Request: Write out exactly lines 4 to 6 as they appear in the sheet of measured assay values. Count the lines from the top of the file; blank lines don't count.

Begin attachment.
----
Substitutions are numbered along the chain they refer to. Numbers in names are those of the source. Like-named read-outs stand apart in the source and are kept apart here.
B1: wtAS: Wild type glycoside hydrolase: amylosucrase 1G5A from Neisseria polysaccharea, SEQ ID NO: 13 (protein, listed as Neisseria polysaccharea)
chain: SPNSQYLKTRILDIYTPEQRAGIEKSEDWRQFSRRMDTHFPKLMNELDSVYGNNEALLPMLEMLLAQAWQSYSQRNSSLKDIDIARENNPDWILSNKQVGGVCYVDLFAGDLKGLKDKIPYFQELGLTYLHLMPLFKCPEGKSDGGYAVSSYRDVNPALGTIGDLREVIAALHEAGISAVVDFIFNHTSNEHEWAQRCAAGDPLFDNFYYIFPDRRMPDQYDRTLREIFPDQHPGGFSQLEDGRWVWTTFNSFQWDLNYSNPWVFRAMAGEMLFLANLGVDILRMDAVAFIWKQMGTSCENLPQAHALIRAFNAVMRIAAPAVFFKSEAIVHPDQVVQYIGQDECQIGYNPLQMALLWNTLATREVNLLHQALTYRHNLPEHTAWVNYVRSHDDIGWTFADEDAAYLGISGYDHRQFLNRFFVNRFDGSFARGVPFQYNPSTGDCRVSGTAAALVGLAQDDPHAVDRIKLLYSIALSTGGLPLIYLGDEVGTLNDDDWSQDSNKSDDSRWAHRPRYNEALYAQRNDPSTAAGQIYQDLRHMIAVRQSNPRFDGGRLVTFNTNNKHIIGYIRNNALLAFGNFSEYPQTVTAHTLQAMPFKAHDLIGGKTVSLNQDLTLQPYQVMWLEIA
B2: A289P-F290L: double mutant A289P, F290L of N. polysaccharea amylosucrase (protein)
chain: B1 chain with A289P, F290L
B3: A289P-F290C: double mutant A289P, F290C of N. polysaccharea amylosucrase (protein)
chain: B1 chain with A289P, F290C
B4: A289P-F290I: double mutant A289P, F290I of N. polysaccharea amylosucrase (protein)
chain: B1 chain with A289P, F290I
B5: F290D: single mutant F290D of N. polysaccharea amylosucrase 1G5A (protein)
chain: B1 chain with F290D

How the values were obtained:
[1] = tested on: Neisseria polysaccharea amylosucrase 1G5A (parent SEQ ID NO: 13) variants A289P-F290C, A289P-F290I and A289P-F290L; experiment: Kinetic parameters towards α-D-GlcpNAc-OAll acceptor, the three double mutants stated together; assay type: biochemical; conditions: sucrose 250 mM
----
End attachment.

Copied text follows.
B2: A289P-F290L: double mutant A289P, F290L of N. polysaccharea amylosucrase (protein)
chain: B1 chain with A289P, F290L
B3: A289P-F290C: double mutant A289P, F290C of N. polysaccharea amylosucrase (protein)